Mixed-Use Development in Theory and Practice: Learning from Atlanta's Mixed Experiences
Herndon, Joshua D.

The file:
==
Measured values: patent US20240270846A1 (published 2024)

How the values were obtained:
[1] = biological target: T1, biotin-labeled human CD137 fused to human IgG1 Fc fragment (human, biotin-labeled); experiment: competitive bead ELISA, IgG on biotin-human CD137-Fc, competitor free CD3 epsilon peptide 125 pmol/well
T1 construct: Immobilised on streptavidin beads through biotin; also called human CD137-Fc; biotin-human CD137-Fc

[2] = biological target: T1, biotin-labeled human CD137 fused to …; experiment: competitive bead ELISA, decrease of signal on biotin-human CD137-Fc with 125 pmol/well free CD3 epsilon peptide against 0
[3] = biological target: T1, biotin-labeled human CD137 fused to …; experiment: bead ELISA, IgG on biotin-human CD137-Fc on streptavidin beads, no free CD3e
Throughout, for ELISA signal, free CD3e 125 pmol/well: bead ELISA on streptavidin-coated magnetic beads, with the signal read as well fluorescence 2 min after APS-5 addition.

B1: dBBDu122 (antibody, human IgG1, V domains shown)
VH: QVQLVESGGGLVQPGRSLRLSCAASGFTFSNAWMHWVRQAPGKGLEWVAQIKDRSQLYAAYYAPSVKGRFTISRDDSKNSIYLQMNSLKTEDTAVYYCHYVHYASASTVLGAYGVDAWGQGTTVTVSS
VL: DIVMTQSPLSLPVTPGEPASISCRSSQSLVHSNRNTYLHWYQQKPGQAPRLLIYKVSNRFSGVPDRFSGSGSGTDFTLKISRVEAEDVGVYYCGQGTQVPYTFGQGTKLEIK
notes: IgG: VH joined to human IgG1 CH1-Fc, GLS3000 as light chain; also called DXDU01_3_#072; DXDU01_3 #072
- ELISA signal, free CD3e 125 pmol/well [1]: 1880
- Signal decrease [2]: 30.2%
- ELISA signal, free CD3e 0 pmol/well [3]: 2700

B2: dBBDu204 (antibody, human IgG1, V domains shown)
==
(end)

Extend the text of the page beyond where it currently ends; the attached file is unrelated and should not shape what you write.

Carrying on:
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Over the past several decades, mixed-use development has taken center stage in the urban planning and real estate development worlds. Whether it is the Congress for the New Urbanism, Smart Growth, the Compact City, or any other movement relating to the improvement of the built environment, mixing land uses is a ubiquitous component of the underlying visions and ideals. Moreover, the concept is being embraced by both the public and private sectors, and by each of the major parties involved in the real estate development process: the end users who demand space; the developers, investors, and financial institutions that supply space; and the planners and policy makers that regulate space. The reasons for the resurgence of mixed-use development are many. Among other things, traffic congestion, increasing gasoline prices, changing consumer demographics, and a longing for the sense of place and community that too many American cities lack, are all likely contributing factors. In addition, city planners are embracing the idea of mixing uses because of its potential to reduce automobile dependence, support public transit, combat sprawl, preserve open space, promote economic development, and limit the expense of providing and maintaining infrastructure in low density environments. Furthermore, developers have increasingly proposed mixed-use developments to adapt projects to infill locations, gain access to greater densities, respond to changing consumer demands, and capitalize on the synergies created by the integration of complementary uses (Rabianski, 2009). However, despite the widespread support that mixed-use development has recently garnered, its acceptance is not universal. Many people, especially residents of suburban areas, see the reemergence of mixed land uses as a threat to their communities and believe that “greater density in suburban areas threatens [their] social and economic attractiveness” (Kotkin, 2010). Consequently, an interesting situation has arisen in which mixed-use development is simultaneously seen by some as a panacea for the problems facing American cities and by others as a direct assault on the American dream. Sorting the fact from the fiction and developing an in-depth understanding of both the possibilities and the limits of mixed-use development are essential if the positive aspects of the concept are to be maximized. Doing so requires the following questions to be considered: How has the arrangement of land uses changed over time? What are the necessary characteristics of a mixed-use development? What are the different ways of conceptualizing mixed-use projects? What are the goals of mixed-use development? What are the unique challenges associated with mixed-use projects? And what are the primary lessons should be learned from our experiences with mixed-use development to date?